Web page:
TMJ Disorders in Denver, CO
TMJ (temporomandibular joint) disorders are a family of problems related to your complex jaw joint. If you have had symptoms like pain or a “clicking” sound, you’ll be glad to know that these problems are more easily diagnosed and treated than they were in the past. These symptoms occur when the joints of the jaw and the chewing muscles (muscles of mastication) do not work together correctly. TMJ stands for temporomandibular joint, which is the name for each joint (right and left) connecting your jaw to your skull. Since some TMJ problems can lead to more serious conditions, early detection and treatment are essential.
No treatment can completely resolve TMJ disorders, and treatment takes time to become effective. Dr. Rossow, Dr. Turner, and Dr. Noce can help you have a healthier and more comfortable jaw with TMJ treatment in Denver, Colorado.
Trouble With Your Jaw?
TMJ disorders develop for many reasons. You might clench or grind your teeth, tighten your jaw muscles, and stress your TM joint, or you may have a damaged jaw joint due to injury or disease. Injuries and arthritis can damage the joint directly or stretch or tear the muscle ligaments. As a result, the disk, made of cartilage, functions as the “cushion” of the jaw joint and can slip out of position. Whatever the cause, the results may include a misaligned bite, pain, clicking, or grating noise when you open your mouth or trouble opening your mouth wide.
Do You Have a TMJ Disorder in Denver?
- Are you aware of grinding or clenching your teeth?
- Do you wake up with sore, stiff muscles around your jaws?
- Do you have frequent headaches or neck aches?
- Does the pain get worse when you clench your teeth?
- Does stress make your clenching and pain worse?
- Does your jaw click, pop, grate, catch, or lock when you open your mouth?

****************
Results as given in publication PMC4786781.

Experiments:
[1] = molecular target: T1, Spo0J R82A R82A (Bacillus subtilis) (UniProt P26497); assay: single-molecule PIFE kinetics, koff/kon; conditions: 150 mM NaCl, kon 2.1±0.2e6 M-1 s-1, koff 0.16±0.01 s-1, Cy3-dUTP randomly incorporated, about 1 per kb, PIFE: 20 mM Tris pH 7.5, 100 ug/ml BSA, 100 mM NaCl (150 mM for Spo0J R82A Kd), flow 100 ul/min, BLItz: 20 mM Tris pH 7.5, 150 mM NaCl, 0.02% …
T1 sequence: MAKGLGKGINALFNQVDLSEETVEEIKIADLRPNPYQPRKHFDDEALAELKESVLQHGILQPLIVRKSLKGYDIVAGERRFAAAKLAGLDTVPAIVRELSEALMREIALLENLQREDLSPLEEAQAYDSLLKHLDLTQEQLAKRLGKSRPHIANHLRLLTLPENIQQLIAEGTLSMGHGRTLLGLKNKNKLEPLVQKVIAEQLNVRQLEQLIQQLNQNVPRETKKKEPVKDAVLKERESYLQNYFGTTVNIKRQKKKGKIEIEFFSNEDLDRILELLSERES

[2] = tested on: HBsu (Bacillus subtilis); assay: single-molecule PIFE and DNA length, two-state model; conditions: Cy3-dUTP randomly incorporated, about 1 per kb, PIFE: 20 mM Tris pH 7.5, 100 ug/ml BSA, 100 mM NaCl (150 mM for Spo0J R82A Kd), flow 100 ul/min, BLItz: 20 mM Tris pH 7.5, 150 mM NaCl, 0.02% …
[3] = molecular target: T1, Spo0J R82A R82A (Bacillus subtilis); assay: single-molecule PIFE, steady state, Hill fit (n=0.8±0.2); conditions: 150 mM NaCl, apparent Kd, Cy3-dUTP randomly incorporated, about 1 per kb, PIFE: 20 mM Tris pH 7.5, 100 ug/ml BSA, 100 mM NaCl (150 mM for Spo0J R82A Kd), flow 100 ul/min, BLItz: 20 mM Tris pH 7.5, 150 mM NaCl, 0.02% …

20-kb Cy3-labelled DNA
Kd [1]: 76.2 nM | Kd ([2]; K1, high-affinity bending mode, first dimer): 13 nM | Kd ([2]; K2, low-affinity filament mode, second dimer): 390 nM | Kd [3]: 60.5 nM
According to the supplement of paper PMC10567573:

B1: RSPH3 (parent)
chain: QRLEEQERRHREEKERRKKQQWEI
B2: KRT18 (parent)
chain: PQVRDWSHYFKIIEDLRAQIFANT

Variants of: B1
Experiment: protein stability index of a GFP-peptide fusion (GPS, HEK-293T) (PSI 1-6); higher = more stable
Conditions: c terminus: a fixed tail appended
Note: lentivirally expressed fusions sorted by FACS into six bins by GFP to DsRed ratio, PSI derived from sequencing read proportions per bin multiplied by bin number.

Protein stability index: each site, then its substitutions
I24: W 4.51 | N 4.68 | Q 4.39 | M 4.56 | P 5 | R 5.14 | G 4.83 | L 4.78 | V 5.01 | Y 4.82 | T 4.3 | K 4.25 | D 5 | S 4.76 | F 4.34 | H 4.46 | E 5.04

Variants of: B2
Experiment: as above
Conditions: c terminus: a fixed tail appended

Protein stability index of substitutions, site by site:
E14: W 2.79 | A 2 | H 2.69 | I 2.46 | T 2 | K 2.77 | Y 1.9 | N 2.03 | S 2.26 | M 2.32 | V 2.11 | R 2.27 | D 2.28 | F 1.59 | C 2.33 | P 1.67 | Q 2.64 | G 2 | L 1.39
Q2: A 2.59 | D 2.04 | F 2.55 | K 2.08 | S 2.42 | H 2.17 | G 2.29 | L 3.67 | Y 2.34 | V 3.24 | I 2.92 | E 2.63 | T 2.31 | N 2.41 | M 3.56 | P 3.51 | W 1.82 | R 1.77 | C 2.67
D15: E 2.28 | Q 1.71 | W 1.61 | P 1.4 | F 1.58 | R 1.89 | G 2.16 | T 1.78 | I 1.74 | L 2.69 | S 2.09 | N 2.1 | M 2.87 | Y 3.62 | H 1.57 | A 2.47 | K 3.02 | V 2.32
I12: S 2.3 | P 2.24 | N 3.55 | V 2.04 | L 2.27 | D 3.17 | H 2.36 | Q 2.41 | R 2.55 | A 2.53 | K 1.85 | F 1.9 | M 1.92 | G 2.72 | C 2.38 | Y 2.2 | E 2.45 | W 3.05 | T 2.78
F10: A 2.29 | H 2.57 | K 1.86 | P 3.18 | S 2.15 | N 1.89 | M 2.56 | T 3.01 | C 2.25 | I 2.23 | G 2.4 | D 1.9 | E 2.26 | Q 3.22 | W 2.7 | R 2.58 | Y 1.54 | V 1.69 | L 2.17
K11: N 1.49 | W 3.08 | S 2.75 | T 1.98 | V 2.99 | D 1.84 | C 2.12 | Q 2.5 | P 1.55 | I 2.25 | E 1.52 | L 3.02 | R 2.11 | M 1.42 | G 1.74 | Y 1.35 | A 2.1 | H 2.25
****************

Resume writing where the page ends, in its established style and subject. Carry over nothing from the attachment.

- Is it difficult or painful to open your mouth, eat, or yawn?
- Have you ever injured your neck, head, or jaws?
- Have you had problems (such as arthritis) with other joints?
- Do you have teeth that no longer touch when you bite?
- Do your teeth meet differently from time to time?
- Is it hard to use your front teeth to bite or tear food?
- Are your teeth sensitive, loose, broken, or worn?
The more times you answer “yes,” the more likely you have a TMJ disorder. Understanding TMJ disorders will also help you understand how they are treated.
There are various treatment options that Drs. Rossow, Sales, and Noce can recommend improving the harmony and function of your jaw once an evaluation confirms a diagnosis of TMJ disorder. It is important to note that treatment always works best with a team approach of self-care joined with professional care.
The initial goals are to relieve the muscle spasm and joint pain. This is usually accomplished with a pain reliever, anti-inflammatory, or muscle relaxant. Steroids can be injected directly into the joints to reduce pain and inflammation. Arthrocentesis is a valuable treatment option in many “Closed Lock” cases with good results. Self-care treatments can often be effective as well and include:
- Resting your jaw
- Keeping your teeth apart when you are not swallowing or eating
- Eating soft foods
- Applying ice and heat
- Exercising your jaw
- Practicing good posture
Stress management techniques such as biofeedback or physical therapy may also be recommended, as well as a temporary, clear plastic appliance known as a splint. A splint (or night-guard) fits over your top or bottom teeth and helps keep your teeth apart, thereby relaxing the muscles and reducing pain. There are different types of appliances used for various purposes. A night-guard helps you stop clenching or grinding your teeth, reduces muscle tension at night, and helps to protect the cartilage and joint surfaces. An anterior positioning appliance moves your jaw forward, relieves pressure on parts of your jaw, and aids in disk repositioning. You may wear it 24 hours a day to help your jaw heal. An orthotic (a specialized mechanical device to support or supplement weakened or abnormal joints or limbs) stabilization appliance is worn 24 hours/day or just at night to move your jaw into proper position. Appliances also help to protect from tooth wear.
What About Bite Correction or Surgery?
Suppose your TMJ disorder has caused problems with how your teeth fit together. In that case, you may need treatment such as bite adjustment (equilibration), orthodontics with or without jaw reconstruction, or restorative dental work. Surgical options such as arthroscopy and open joint repair restructuring are sometimes needed but are reserved for severe cases. Drs. Rossow and Sales do not consider TMJ surgery unless the jaw can’t open, is dislocated and non-reducible, has severe degeneration, or the patient has undergone appliance treatment unsuccessfully.
Call our office today to schedule a consultation if you think you have a TMJ disorder in Denver, Colorado.